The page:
15 or 20lb Flurocarbon for Snapper/Tuna?

Probably a dumb question and not much point to it but what would you get? 15 or 20lb or both Tongue out flurocarbon for chasing Snapper, Tuna and Queenies to 10kg? with 10-15lb braid if it makes a difference. Oh and why?

Advantages of 15lb compared to the 20lb - thinner in dia., casts easier through the guides, better knot strength?

Advantages of 20lb compared to the 15lb - stronger, more abrasion resistant,

So which would you choose? Undecided



flangies's picture

Posts: 2514

Date Joined: 11/05/08

i would go 20 just incase

Mon, 2009-01-26 11:28

i would go 20 just incase you hook something with teeths, and long fights with tuna wear down leader which may happen if you catch a 10kg tuna plus the chance of a bigger one. you can always shy down if your not getting the right distance or fewer bites though just take both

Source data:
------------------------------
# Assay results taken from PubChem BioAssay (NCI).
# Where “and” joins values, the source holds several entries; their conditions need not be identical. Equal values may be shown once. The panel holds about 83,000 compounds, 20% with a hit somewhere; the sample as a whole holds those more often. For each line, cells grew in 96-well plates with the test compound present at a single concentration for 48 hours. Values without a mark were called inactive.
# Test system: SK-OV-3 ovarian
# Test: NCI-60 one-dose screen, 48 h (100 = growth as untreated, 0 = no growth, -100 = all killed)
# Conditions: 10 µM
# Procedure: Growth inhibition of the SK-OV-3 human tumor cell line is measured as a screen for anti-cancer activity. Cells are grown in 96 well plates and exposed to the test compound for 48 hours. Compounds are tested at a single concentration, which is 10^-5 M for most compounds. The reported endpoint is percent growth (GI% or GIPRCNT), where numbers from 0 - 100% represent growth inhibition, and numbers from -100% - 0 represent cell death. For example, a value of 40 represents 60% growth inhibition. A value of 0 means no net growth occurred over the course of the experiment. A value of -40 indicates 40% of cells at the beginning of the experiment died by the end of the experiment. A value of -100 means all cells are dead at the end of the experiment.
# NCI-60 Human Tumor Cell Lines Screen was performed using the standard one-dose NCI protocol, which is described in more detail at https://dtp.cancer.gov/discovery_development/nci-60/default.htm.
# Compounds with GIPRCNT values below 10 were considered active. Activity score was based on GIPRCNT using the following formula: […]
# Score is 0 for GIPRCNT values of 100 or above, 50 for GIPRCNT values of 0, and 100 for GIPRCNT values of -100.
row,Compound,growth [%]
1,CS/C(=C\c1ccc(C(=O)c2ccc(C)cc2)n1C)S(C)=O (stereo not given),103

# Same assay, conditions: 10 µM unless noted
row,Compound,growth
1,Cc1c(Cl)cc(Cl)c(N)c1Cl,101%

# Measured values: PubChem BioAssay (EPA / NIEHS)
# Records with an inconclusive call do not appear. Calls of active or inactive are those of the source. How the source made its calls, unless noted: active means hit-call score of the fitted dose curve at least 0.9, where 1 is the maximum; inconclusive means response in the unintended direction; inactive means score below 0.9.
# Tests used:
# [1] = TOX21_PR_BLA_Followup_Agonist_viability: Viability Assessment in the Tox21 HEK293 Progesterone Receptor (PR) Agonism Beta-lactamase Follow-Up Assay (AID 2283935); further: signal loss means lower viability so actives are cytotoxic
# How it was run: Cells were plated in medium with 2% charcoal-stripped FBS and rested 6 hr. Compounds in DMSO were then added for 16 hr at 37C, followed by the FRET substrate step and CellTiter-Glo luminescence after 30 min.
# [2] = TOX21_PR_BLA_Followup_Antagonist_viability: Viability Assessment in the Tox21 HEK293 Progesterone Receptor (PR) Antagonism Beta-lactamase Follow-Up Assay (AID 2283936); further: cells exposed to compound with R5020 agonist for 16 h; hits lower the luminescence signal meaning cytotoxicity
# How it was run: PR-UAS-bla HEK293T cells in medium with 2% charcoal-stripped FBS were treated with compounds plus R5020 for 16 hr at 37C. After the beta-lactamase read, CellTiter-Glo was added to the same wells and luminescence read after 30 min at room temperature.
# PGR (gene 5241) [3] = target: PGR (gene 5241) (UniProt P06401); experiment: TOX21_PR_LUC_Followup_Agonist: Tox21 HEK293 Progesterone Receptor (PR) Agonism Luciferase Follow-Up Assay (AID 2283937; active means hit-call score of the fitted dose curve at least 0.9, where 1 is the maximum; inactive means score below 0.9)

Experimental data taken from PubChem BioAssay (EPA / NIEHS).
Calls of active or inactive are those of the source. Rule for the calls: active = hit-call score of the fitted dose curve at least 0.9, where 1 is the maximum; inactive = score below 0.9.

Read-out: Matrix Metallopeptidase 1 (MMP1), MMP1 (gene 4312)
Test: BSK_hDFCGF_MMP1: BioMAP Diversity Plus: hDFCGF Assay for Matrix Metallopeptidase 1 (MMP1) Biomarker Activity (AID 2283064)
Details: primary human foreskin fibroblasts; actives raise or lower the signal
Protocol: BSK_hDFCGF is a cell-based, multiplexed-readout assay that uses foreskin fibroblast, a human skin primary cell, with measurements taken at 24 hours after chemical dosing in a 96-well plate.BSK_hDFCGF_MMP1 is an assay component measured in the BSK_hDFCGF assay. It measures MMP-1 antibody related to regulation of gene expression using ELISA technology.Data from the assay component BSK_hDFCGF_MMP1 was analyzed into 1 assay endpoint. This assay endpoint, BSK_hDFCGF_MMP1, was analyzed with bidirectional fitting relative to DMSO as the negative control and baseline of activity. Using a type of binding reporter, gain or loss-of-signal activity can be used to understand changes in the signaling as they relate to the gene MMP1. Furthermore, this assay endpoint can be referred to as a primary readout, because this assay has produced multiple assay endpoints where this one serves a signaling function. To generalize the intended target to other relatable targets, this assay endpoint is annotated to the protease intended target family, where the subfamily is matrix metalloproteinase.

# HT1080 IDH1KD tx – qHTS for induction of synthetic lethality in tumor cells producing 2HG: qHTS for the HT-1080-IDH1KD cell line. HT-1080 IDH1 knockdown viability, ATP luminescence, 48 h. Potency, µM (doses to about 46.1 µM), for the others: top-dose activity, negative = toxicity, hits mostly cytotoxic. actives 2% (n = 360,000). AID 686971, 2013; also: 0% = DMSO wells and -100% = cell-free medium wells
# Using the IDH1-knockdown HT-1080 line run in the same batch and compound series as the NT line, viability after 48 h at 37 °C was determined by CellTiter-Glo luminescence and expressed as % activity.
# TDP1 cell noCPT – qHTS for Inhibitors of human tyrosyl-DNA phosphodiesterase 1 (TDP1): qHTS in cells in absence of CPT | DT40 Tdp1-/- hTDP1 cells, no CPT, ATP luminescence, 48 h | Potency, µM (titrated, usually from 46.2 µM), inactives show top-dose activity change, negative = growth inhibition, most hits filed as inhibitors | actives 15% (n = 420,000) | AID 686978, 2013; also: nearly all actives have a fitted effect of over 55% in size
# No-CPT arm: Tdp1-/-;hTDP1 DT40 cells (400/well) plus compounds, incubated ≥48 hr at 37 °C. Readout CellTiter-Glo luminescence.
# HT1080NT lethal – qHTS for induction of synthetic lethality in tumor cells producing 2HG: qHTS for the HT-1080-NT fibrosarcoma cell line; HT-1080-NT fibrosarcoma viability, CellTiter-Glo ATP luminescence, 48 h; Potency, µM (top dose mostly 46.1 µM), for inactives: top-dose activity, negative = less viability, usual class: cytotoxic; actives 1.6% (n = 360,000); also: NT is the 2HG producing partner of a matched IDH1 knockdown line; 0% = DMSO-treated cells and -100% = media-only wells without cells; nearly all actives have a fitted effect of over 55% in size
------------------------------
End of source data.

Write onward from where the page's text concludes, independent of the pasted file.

You couln't wipe that grin fom my face even with a hammer.

Auslobster's picture

Posts: 1901

Date Joined: 03/05/08

What's on the end?

Tue, 2009-01-27 03:38

I prefer to use thinner, more supple flourocarbon if I'm using something like soft plastics or small bibbed minnows. I find that heavier leader is stiffer and can negatively affect the action of the lure. With the other types of lures or bait, no problem with the heavier stuff.

If you're only using a metre or so of leader I don't see how casting distance is going to be affected and even if you're using a longer (wind on?) leader the difference between 15 and 20 lb is pretty small.

As flangies said, tuna dish out long fights, and snapper have tough abrasive teeth...so your leader has to be able to take a bit of punishment.